As a grown up survivor of infant stomach sleeping and that rolly jumper thing that's now illegal in Canada, I think it's important to be an informed and engaged parent, whatever that may look like for you. I got a kick out of Katie's straightforward commentary in the ever shifting world of "what is best for baby" and whether you agree or disagree with her points, I hope it gives you some food for thought and a reminder that we're all doing the best we can with what we know.
Meet Katie. Katie's a wife and mom with a self proclaimed PhD. in Googling. Her writing has been featured in The Mighty, Redbook, Good Housekeeping, Scary Mommy, Yahoo! Parenting and The Huffington Post. Her blog, Twelve and Six deals with the messy combination of elation, frustration, humor and compromise that being a mom and wife embodies. You can also find Katie on Instagram, Facebook and Twitter.
I first met Katie through Instagram when I realized our babies were just about exactly the same age and that we'd both been posting exactly the same hilarious memes. Katie has a gentle and kind manner but is tough as nails and full of sarcasm, in other words, a fierce friend (just how I like 'em).
This post was originally published on Twelve and Six.
There is no bigger lie told to mothers than _____.
1 | “You will love them the moment they are born.”
This is such a common misconception and it sets mothers up to feel like psychopaths when they don’t immediately start bawling and fall passionately in love with this slimy stranger. Bonds aren’t always instant and that is totally normal.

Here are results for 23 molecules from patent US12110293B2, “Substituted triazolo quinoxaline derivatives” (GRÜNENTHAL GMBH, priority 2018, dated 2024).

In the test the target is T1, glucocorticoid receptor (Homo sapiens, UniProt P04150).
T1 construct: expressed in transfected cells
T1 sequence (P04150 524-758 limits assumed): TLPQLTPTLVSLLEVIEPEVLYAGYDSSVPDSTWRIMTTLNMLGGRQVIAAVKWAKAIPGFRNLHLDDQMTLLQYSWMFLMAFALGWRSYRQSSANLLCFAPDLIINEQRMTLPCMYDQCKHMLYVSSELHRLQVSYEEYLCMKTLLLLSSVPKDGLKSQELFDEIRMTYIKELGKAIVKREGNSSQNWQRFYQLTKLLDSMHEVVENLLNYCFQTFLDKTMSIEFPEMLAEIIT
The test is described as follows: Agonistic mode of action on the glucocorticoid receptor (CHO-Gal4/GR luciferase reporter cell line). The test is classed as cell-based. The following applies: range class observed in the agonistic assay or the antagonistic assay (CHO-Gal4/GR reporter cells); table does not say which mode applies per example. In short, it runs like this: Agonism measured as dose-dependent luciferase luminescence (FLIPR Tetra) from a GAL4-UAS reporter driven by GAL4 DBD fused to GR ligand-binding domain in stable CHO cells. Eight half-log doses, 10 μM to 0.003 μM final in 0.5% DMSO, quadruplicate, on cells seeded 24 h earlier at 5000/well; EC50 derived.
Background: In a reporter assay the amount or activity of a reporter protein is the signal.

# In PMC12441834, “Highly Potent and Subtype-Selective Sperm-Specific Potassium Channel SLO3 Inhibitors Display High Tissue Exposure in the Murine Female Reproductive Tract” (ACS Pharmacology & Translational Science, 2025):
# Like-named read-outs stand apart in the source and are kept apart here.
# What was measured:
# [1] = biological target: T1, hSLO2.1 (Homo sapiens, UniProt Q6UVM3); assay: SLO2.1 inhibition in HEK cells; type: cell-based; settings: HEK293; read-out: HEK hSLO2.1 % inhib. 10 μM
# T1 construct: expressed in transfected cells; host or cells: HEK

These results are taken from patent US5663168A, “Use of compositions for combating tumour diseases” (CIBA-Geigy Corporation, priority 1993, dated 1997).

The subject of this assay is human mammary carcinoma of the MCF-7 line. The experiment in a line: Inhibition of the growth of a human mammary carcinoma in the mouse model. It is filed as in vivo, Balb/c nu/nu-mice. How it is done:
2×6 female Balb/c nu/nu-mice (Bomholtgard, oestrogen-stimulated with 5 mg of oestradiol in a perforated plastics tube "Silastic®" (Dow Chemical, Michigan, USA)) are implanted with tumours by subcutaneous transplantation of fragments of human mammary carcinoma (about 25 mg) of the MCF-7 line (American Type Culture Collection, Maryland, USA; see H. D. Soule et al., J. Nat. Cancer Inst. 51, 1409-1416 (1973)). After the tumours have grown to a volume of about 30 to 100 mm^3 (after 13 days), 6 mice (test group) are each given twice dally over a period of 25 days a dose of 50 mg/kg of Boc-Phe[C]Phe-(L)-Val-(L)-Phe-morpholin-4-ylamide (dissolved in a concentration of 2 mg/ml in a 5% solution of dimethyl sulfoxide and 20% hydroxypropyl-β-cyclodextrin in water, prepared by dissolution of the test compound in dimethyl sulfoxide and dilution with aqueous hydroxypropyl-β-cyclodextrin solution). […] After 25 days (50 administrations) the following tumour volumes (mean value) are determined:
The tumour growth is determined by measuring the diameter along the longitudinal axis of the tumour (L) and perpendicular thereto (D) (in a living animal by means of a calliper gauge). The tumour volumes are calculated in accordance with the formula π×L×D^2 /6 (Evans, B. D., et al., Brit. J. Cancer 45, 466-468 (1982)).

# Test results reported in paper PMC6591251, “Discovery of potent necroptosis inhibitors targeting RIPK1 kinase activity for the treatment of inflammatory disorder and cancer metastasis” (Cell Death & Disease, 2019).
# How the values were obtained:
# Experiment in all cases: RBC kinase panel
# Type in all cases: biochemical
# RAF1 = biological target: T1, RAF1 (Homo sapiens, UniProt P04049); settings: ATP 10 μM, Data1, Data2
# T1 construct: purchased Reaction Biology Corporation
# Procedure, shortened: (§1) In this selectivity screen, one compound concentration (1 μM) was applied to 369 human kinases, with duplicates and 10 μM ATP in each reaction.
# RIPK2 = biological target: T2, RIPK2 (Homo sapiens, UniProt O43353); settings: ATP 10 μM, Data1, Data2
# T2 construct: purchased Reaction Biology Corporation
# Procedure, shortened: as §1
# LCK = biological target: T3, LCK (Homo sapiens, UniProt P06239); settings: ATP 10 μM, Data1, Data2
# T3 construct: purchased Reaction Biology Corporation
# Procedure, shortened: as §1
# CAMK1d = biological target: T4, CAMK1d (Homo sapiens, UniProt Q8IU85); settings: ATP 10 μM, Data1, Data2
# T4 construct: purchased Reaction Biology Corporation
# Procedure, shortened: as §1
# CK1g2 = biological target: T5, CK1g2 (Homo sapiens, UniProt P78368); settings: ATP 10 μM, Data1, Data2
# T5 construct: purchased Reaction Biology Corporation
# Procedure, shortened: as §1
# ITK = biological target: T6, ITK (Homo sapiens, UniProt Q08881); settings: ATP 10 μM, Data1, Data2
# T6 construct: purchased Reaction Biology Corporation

2 | “The weight will melt off with breastfeeding.”
Nope! Breastfeeding DOES burn a ton of calories, but your body also stores fat while you are breastfeeding. Some women have higher metabolisms and they may drop weight fast, but this is not a universal norm. Don’t even have weight loss expectations and you won’t be disappointed.
3 | “You can/should sleep when the baby sleeps.”
As precious as this sounds, I will have to disagree. Sometimes, yes, I slept when they slept. If I am literally too exhausted to safely take care of kids, then yes, I will sleep a little. HOWEVER. Most women have a lot of other things to deal with. This one also reminds me of “let the house go”. I can’t just totally let my house go. No one is happy with a cluttered, messy house, especially me. Sleep if you can, but don’t feel bad about getting stuff done during their naps.
4 | “It gets easier.”
No it doesn’t. Wait… I take it back. It gets easier, then harder, then easier… and so on. Having a child is just one phase after another. Some are harder than others, but it is just a constant cycle. You will gradually, probably become more confident in your role as a mother but I wouldn’t say anything gets easier. I am not even sure which is worse: a teething newborn or an argumentative six year old. (See what I mean?)
5 | “It all comes together around the _____ week/month.”
This one is a big deal for me. My first child was the easiest baby in the world. He was super low maintenance. With my last one, I kept waiting on these magical ages where the wise mothers had told me everything would magically improve. “Oh you will have a routine down after three weeks.” Um. No. I am still trying to get a routine down and I am six months postpartum. Ignore all that.